Wednesday, December 22, 2010

The PA has a new chief Dhimmi

Ma'an has an article by Faisal Hijazin, Parish Priest of the Holy Family Catholic Church in Ramallah, talking about how difficult life is for Christians in Bethlehem:

This Christmas, Christians around the world will be singing such Christmas Carols as “O Little Town of Bethlehem” without knowing that in truth, they could soon be singing of a town where you can no longer find the living presence of Christ, the community of those baptized into his body, the Church; “O Lost Town of Bethlehem” could be a more accurate sentiment when Christians awake to find that the Christian presence in this small holy city has, after 2,000 years, come to an end.

The fact is that this is a community that has been suffocating under military occupation, and all the restriction of liberty – particularly separation from family living very short distances away due to the “Wall of Separation” - that this subjection to arbitrary regulations and threat of imminent violence carries with it. The prolongation, decade after decade, of these circumstances, means that Christians are leaving their beloved city to seek places where they can raise their families where they can live, work and pray with the dignity of human beings. This is perhaps an accusation of our failure to willingly suffer all things in Christ. Though our faith has sustained us for many years, yet, failing to see change coming, many, and ever more, opt for places that offer brighter futures.

The hardships of the political situation have severely reduced the Christian population. Certainly, there are some voices in the international press who present this flight as a result of Islamic persecution. This is false. While of course the Christian community of Palestine has problems due to its minority status, as happens to minority populations virtually everywhere, still careful polling of emigrating Christians clearly demonstrates that the primary reason for leaving is the condition of living under the heavy thumb of the military occupation, without rights, of the Israeli government. This is a situation that, in one form or another, has gone on for 62 years.
Really? Israeli policies were forcing Christians out of Bethlehem before 1967 when Jordan occupied the city? Wow, those Jews are really cunning!
...It has not always been easy to control my own anger, let alone counsel forgiveness to the suffering and bereaved. Some have been able to hear Christ’s words of comfort. Others think of flight. Israel makes no distinction whatsoever between Christians and Muslims. The glaring fact is that the Israelis want the Palestinian land, but do want the Palestinians, the people who have lived there for thousands of years. And, without restrictions on their power, they act accordingly.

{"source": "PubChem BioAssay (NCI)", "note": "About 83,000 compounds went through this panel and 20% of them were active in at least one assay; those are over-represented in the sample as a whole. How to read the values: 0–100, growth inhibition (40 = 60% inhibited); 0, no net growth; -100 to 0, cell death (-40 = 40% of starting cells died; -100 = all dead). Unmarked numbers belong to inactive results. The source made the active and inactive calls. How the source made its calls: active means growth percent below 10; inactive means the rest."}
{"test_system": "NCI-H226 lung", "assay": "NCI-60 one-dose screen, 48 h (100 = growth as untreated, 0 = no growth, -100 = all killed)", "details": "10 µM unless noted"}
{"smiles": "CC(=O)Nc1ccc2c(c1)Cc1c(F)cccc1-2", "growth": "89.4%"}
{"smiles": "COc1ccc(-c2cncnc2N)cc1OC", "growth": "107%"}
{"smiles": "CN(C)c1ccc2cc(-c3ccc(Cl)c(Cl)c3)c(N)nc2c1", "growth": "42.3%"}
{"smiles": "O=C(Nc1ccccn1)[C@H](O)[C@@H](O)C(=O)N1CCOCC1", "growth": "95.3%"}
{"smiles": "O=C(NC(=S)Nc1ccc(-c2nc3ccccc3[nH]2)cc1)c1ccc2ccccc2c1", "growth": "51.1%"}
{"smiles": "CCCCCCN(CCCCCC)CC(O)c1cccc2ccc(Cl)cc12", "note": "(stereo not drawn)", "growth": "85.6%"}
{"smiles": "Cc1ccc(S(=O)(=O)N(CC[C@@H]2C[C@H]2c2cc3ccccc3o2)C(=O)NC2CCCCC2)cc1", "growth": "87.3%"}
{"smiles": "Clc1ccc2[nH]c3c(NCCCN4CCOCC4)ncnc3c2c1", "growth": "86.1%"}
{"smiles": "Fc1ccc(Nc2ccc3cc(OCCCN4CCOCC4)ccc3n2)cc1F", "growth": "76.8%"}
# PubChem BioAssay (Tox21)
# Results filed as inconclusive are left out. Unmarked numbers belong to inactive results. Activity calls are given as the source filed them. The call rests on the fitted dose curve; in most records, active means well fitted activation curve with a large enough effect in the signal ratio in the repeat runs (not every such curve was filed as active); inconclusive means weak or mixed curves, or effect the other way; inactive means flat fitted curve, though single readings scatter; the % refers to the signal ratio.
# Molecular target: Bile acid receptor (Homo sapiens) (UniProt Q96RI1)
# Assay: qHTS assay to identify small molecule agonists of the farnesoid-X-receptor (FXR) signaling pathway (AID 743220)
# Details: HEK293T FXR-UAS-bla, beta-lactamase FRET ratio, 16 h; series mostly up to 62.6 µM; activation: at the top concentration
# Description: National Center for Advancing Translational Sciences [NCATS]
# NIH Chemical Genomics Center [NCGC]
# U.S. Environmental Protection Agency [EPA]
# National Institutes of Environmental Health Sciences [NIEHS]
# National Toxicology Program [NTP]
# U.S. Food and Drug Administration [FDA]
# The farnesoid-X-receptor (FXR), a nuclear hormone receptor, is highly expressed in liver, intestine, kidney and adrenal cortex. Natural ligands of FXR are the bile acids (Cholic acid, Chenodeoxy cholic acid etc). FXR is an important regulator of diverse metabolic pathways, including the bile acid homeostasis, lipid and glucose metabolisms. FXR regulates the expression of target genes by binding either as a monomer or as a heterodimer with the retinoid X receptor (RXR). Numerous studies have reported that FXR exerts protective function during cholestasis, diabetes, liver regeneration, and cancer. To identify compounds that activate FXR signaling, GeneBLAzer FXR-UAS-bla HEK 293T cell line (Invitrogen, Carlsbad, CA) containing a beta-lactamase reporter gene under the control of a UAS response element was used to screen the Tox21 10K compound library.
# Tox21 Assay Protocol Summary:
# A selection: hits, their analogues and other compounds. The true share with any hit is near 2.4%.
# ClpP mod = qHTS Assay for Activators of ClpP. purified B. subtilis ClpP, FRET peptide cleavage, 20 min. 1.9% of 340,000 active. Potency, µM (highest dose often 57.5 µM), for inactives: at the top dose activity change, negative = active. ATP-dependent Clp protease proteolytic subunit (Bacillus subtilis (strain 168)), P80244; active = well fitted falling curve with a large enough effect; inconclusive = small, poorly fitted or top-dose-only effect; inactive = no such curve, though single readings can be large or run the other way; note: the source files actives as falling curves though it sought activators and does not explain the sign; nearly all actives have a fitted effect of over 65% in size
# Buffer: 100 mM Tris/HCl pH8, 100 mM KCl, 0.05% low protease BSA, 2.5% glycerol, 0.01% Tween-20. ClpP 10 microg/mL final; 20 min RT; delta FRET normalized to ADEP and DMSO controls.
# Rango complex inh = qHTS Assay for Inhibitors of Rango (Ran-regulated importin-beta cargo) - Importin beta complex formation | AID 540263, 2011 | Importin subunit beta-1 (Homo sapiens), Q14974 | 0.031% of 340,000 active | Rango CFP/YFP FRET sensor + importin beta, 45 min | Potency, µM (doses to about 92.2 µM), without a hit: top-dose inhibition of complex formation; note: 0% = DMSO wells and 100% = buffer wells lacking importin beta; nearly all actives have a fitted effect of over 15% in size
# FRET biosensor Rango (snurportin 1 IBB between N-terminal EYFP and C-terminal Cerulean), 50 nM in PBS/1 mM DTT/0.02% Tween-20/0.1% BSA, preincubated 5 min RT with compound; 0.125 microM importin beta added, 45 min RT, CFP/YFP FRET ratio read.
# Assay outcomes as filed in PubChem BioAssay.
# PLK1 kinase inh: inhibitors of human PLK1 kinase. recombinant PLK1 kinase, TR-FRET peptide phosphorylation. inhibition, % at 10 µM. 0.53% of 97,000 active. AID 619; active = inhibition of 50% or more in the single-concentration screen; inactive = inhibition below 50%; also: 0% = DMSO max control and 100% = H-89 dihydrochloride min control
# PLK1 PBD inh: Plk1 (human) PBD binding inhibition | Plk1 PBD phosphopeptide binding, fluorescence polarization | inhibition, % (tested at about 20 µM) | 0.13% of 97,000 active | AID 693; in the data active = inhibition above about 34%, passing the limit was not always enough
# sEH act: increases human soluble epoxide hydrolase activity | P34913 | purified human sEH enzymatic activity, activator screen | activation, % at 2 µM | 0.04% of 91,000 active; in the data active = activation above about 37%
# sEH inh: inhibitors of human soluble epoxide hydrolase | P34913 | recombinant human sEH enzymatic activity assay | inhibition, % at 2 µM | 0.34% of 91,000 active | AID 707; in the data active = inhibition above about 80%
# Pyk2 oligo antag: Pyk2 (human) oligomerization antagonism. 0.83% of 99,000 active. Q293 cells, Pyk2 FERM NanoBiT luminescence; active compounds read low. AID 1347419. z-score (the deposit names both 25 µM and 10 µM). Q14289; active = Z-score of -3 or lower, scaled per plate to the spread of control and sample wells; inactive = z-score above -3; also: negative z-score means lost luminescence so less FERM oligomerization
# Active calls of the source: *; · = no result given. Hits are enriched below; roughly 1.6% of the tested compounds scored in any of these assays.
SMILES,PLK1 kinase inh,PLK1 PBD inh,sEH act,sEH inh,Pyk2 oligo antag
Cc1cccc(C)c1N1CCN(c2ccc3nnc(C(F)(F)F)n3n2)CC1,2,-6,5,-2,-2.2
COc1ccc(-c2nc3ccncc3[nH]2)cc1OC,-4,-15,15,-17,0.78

Bethlehem's population has been steadily increasing, year after year: 21,670 in 1997, 28,111 in 2004, 29,927 in 2008 (PCBS estimates.) Hijazin freely admits that Israeli policies are equal for Muslims and Christians. Yet the Christian population keeps decreasing while the Muslim population goes up.

So how can it be that Christians are fleeing because of Israeli policies while Muslims are moving in under those same policies?

Hijazin is practicing the usual form of dhimmitude that we see this time of year, where Jews are blamed for Christian suffering and Muslim persecution of the minority population is hushed up.

The only Middle East nation with an increasing Christian population is Israel. There is no way that one can blame Christian flight on Israel while simultaneously explaining the Muslim takeover of the city. Father Hijazin is simply a liar.

Oh, and that claim that Bethlehem Christians have "lived there for thousands of years"? This paper from Bethlehem University has this interesting fact:
[L]arge numbers of the settled Christians including the citizens of Bethlehem were ethnically Arabs of the Ghassanid tribes that had migrated earlier from the Yaman northward toward geographical Syria. Bethlehem's two largest Christian Arab clans/quarters trace their origin to these southern Arabian Christian tribes (the Gassanids). These include Al- Farahiyyah clan/ quarter who trace their origin to the Yaman and to their grandfather, Farah, who came from Wadi Musa in southern Syria (now in Jordan). There is also An- Najajreh, who say that their ancestors came from Najran in Arabia. Likewise, Al- 'Anatreh clan/ quarter trace their ancestry to Christian Arab tribes.
There may be some Palestinian Arabs who have lived there since Roman times, but I have yet to find anyone who could claim to trace their family back even a thousand years. On the contrary, the most important Palestinian Arab families seem to have arrived in the last 500 years.